Lebanon's Hezbollah leader Sayyed Hassan Nasrallah
A file picture of Lebanon's Hezbollah leader Sayyed Hassan Nasrallah addresses his supporters during a public appearance at an anti-U.S demonstration - Reuters

As tensions over the ongoing conflict in the Israel-Gaza region rise, the Lebanon-based Islamic militant group Hezbollah is trying to exploit the situation.

The leader of the group, Sayyed Hassan Nasrallah, said Arab states should "exert pressure" on the US to stop supporting Israel in the conflict.

"The US can, if it wants to, stop the aggression on Gaza by making a simple phone call. Arabs should exert pressure by decreasing the amount of oil exported, or by increasing the price of oil, thus, the economies of Western countries would be threatened and pressure would [force] the US and Israel to stop the aggression on Gaza," said Nasrallah, according to the Lebanon Now news agency.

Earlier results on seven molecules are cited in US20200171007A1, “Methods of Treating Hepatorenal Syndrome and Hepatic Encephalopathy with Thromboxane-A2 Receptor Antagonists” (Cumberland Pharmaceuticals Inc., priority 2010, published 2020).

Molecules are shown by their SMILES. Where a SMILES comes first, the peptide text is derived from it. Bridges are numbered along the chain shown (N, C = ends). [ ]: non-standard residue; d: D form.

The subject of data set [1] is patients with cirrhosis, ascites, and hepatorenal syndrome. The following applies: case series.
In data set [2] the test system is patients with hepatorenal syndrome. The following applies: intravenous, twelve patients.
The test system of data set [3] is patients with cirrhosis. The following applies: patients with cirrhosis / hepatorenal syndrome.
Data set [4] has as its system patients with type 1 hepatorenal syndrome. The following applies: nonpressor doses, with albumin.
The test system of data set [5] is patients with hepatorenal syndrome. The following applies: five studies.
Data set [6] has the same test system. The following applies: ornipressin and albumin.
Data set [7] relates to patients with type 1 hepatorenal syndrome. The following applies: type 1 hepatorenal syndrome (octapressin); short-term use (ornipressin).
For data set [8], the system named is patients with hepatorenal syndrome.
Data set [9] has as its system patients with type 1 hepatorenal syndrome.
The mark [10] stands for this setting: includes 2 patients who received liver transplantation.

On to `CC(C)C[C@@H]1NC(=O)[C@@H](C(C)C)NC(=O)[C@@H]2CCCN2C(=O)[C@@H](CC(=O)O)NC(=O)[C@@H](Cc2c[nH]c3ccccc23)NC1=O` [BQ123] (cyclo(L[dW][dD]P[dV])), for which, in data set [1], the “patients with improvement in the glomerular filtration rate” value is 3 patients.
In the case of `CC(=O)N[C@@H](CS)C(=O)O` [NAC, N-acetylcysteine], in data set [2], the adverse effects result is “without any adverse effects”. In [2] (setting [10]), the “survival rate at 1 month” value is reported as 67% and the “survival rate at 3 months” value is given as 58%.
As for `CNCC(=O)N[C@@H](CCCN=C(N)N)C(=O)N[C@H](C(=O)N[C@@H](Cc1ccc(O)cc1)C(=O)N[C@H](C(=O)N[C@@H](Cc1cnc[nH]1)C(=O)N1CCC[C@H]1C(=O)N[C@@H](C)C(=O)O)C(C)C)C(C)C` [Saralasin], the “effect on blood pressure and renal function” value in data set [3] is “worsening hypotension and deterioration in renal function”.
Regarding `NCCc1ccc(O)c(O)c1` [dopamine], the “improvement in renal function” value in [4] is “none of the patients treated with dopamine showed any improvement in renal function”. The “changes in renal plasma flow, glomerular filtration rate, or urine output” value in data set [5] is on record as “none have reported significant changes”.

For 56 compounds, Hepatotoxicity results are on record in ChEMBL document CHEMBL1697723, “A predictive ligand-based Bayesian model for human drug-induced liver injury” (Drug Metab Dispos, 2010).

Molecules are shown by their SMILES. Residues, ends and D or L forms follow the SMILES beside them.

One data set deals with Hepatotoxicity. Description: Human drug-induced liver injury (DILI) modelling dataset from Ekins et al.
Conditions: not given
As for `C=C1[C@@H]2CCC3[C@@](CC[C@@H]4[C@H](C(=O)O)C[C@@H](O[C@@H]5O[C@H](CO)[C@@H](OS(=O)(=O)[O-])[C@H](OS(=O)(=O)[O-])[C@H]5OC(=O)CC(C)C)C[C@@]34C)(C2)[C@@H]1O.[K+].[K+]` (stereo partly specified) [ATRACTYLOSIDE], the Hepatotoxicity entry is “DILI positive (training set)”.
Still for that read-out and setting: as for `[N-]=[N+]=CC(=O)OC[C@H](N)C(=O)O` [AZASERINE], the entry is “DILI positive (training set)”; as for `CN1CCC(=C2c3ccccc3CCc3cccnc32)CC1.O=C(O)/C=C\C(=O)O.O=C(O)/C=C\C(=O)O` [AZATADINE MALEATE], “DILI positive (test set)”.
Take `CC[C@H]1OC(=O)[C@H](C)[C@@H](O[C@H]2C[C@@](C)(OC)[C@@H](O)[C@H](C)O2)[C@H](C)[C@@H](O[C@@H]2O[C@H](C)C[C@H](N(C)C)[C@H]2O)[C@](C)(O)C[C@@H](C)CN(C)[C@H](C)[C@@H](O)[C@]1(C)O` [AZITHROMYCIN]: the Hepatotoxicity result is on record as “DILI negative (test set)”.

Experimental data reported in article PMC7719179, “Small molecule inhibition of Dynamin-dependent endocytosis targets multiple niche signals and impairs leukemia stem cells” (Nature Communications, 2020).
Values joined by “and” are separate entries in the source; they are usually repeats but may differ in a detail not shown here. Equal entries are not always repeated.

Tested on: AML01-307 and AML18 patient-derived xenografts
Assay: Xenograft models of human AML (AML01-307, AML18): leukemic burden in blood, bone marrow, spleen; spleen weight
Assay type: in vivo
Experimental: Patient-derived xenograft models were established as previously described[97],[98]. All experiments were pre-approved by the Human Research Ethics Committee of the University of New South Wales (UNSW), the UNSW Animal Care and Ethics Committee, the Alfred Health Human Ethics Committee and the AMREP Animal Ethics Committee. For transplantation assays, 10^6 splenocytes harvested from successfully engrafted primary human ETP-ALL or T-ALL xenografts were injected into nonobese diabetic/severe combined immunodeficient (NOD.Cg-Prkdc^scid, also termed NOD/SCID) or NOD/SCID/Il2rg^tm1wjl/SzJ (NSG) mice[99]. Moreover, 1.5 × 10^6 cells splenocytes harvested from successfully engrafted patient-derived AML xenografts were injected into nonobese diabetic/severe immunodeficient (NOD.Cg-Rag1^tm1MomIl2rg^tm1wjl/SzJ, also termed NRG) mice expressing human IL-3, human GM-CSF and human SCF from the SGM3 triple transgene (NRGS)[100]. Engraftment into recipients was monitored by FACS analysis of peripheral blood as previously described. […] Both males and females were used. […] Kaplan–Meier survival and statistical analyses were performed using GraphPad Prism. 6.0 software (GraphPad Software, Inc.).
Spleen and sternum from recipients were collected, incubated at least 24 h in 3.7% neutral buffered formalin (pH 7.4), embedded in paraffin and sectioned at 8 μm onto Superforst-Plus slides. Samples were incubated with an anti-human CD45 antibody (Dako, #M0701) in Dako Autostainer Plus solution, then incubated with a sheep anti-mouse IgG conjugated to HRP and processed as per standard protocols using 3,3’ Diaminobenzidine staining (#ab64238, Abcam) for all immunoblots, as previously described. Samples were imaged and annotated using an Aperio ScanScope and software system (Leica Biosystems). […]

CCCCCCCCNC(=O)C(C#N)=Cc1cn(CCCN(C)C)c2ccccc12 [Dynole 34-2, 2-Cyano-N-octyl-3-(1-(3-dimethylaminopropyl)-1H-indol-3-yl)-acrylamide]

The escalating conflict between Israel and Hamas militants in Gaza had a slight direct impact on oil prices.

Hezbollah, which is often regarded as the long arm of Iran.

"We notice that the enemy has benefited from its previous aggressions; it benefited from its 2006 attack on Lebanon. The enemy announces a group of objectives from their aggression that do not match its real objectives, so that if they lose the battle they can say that they reached their goals," Nasrallah said about the Israeli Defence Forces.

The 34-day war fought between the Israeli military and the Hezbollah ended up killing nearly 1,300 Lebanese and 160 Israelis.

Nasrallah also urged Arab leaders to take a "firm stance" against the Jewish state as it has resorted to "deception and backstabbing."

However, experts believe that Hezbollah, which is taking an increasingly active role in supporting the Assad regime in the Syrian civil war, is unlikely to open a new fornt with Israel in the immediate future.